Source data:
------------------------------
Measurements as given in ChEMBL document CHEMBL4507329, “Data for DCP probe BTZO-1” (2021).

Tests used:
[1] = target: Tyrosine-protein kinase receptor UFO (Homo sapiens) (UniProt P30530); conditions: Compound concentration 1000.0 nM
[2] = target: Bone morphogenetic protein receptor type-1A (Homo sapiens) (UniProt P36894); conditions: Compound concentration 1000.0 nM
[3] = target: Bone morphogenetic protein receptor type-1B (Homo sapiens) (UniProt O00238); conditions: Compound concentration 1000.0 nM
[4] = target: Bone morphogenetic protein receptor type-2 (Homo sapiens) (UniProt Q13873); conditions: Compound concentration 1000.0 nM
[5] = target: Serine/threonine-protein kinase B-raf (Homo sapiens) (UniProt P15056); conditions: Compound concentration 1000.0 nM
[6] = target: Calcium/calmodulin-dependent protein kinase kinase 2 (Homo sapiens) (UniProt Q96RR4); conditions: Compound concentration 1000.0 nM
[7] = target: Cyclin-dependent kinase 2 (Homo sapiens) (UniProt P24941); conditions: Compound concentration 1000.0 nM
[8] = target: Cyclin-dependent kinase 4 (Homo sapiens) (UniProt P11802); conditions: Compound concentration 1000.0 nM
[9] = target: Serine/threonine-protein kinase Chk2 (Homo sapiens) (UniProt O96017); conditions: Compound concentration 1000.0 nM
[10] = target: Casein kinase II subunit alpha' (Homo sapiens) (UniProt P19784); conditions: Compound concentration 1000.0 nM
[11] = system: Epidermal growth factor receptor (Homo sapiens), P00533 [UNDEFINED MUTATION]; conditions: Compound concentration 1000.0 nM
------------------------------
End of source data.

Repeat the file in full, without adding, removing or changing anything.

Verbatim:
Measurements as given in ChEMBL document CHEMBL4507329, “Data for DCP probe BTZO-1” (2021).

Tests used:
[1] = target: Tyrosine-protein kinase receptor UFO (Homo sapiens) (UniProt P30530); conditions: Compound concentration 1000.0 nM
[2] = target: Bone morphogenetic protein receptor type-1A (Homo sapiens) (UniProt P36894); conditions: Compound concentration 1000.0 nM
[3] = target: Bone morphogenetic protein receptor type-1B (Homo sapiens) (UniProt O00238); conditions: Compound concentration 1000.0 nM
[4] = target: Bone morphogenetic protein receptor type-2 (Homo sapiens) (UniProt Q13873); conditions: Compound concentration 1000.0 nM
[5] = target: Serine/threonine-protein kinase B-raf (Homo sapiens) (UniProt P15056); conditions: Compound concentration 1000.0 nM
[6] = target: Calcium/calmodulin-dependent protein kinase kinase 2 (Homo sapiens) (UniProt Q96RR4); conditions: Compound concentration 1000.0 nM
[7] = target: Cyclin-dependent kinase 2 (Homo sapiens) (UniProt P24941); conditions: Compound concentration 1000.0 nM
[8] = target: Cyclin-dependent kinase 4 (Homo sapiens) (UniProt P11802); conditions: Compound concentration 1000.0 nM
[9] = target: Serine/threonine-protein kinase Chk2 (Homo sapiens) (UniProt O96017); conditions: Compound concentration 1000.0 nM
[10] = target: Casein kinase II subunit alpha' (Homo sapiens) (UniProt P19784); conditions: Compound concentration 1000.0 nM
[11] = system: Epidermal growth factor receptor (Homo sapiens), P00533 [UNDEFINED MUTATION]; conditions: Compound concentration 1000.0 nM